It can happen in a flash. Maybe you are in a conversation, and someone says something that upsets you. Maybe you suddenly find yourself publicly embarrassed by a mistake. Or you have been anticipating something good only to feel deeply disappointed when it doesn’t come to pass.
Emotions Can Threaten Your Sobriety
In any of these situations—and many others besides—you might feel a rush of negative emotions. Those feelings of anger or embarrassment or disappointment or even sadness might feel overwhelming. And the next thing you know, you are lashing out—probably in a way that is out of proportion to whatever has triggered the reaction.
Most everyone has had this experience from time to time. But for some people, this cycle of negative emotions leading to outbursts leading to negative emotions…well, you can see how it could become a self-perpetuating problem. And in some cases, a person might seek to break the cycle by turning to drugs or alcohol as a way to calm down or to mask the negative emotions. Of course, this is not a positive way to address the problem—and it could easily lead to the development of a substance use disorder.
Even if you get treatment for the substance use disorder, the possibility of returning to the cycle of negative emotions and outbursts poses a real threat to your hard-won sobriety. So it is important to find a way to self-regulate more effectively. That’s where dialectical behavior therapy comes in.
What Is Dialectical Behavior Therapy?
The idea behind the concept of dialectics is a pretty simple one: it’s about balancing opposites. Oftentimes, it is black-and-white, all-or-nothing thinking that can lead us to get upset. Dialectical behavior therapy involves learning a more balanced approach centered on what might be called “both/and” thinking—as opposed to “either/or” thinking.
The idea is that you can learn to consider two apparently opposite ideas or perspectives at the same time. At first blush, that might seem impossible. But developing this skill promotes a more balanced approach to the people and situations you encounter—an approach centered on acceptance.
The Four Features of Dialectical Behavior Therapy
So how does dialectical behavior therapy help someone manage difficult emotions, reduce conflict, and find a place of acceptance? The therapy focuses on four areas.
- Mindfulness: Ruminating about the past and worrying about the future can both contribute to the negativity that can upend your ability to regulate your emotions. Mindfulness is all about staying in the moment.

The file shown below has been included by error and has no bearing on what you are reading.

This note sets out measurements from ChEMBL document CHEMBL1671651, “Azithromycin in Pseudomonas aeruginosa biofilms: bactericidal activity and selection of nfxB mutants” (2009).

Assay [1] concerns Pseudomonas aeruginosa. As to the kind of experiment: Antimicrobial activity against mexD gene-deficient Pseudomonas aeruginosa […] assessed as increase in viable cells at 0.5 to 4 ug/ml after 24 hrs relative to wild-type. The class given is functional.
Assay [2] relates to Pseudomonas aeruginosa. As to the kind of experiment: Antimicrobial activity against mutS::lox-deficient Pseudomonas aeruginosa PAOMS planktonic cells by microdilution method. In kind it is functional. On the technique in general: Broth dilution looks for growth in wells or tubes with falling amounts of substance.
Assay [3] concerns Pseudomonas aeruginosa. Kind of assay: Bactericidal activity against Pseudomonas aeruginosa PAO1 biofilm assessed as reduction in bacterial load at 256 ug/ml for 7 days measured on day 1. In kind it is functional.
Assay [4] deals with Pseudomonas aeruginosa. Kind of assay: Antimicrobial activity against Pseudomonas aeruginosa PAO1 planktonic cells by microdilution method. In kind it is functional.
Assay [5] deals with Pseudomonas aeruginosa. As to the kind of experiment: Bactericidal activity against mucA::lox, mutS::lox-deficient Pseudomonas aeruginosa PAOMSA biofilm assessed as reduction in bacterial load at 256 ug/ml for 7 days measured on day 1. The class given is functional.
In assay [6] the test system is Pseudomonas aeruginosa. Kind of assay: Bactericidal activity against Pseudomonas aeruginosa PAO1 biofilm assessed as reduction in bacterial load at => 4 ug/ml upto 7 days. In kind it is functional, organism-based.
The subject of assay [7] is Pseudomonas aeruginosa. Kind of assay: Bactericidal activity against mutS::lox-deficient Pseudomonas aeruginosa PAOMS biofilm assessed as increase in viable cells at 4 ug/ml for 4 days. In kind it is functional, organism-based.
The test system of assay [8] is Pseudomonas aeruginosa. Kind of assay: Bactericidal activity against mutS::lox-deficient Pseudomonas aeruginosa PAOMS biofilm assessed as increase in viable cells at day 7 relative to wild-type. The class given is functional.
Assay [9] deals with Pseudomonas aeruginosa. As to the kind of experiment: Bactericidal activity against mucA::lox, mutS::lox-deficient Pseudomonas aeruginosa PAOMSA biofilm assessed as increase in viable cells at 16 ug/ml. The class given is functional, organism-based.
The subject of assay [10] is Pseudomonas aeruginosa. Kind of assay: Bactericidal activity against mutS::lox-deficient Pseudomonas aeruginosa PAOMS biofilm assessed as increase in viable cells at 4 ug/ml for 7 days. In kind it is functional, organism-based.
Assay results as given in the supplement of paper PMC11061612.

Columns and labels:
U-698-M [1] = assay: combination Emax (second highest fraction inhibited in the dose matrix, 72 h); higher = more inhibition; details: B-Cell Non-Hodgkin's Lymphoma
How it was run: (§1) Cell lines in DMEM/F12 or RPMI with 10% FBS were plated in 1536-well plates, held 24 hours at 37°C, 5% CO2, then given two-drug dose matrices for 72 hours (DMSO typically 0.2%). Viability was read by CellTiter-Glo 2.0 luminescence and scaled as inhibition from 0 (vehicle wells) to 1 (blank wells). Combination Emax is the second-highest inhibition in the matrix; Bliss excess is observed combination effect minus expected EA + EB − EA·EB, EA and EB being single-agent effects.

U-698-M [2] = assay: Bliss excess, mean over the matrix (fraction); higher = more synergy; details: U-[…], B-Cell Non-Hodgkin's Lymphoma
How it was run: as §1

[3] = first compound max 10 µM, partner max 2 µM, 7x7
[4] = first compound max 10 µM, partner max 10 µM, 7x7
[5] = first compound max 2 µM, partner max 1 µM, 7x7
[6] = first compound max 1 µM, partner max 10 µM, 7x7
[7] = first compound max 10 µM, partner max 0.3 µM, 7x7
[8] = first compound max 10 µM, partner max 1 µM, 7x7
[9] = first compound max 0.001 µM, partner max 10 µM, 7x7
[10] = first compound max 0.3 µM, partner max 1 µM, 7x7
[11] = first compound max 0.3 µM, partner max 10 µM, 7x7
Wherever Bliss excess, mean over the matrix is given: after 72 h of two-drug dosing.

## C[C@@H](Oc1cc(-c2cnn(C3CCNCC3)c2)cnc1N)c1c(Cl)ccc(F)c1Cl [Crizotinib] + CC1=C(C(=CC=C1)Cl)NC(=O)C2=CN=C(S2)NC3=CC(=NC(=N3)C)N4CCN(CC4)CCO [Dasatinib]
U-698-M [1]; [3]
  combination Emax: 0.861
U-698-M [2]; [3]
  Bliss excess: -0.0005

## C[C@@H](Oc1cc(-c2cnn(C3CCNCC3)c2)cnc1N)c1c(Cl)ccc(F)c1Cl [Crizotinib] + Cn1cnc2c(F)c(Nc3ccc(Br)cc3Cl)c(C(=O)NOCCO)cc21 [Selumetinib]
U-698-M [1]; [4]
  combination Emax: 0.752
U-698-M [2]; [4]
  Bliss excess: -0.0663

- Distress Tolerance: It is only natural to try to avoid or escape from negative emotions. But it is this impulse that can lead a person toward drugs or alcohol. By developing an ability to tolerate the presence of negative emotions, you can lessen the need for finding a potentially destructive way to escape them.
- Emotion Regulation: When we allow our emotions to get the better of us, we are more likely to lash out or behave in other ways that we might be deeply embarrassed by after the fact. Learning to regulate your emotions simply means acquiring strategies that can help you manage or change the emotions that may be causing issues in your life.
- Interpersonal Effectiveness: Often, overwhelming emotion undermines our ability to communicate clearly and build relationships. Instead, we find ourselves doing the exact opposite—expressing ourselves in unclear or unhelpful ways that actually turn people away and erode our self-respect. If we can acquire interpersonal effectiveness, we can avoid these outcomes.
What to Expect During Dialectical Behavior Therapy
Dialectical behavior therapy in its most robust form includes two aspects: one-on-one sessions with a trained therapist and group skill-building sessions. The individual sessions will focus on learning the skills noted above as well as thinking about how to apply them even when challenges arise.
The skill-building sessions allow you to practice what you have been learning via role-playing and other exercises. The group sessions also provide the emotional support that comes from feeling less alone in your struggles.
In some cases, it may be sufficient to only participate in one or the other of these options. But it is certainly the case that individual and group sessions can enhance and reinforce one another.
The Aviary Is a “Both/And” Kind of Place
When you seek treatment for a substance use disorder at The Aviary Recovery Center, you don’t have to choose between addressing your problems with a substance or with a mental health disorder. Our staff has the expertise and compassion to help you with co-occurring issues—and one of the tools we have at our disposal is dialectical behavior therapy. We are committed to the creation of personalized treatment plans, so we will listen to you and consider a range of factors to make sure we offer support and resources appropriate to your situation.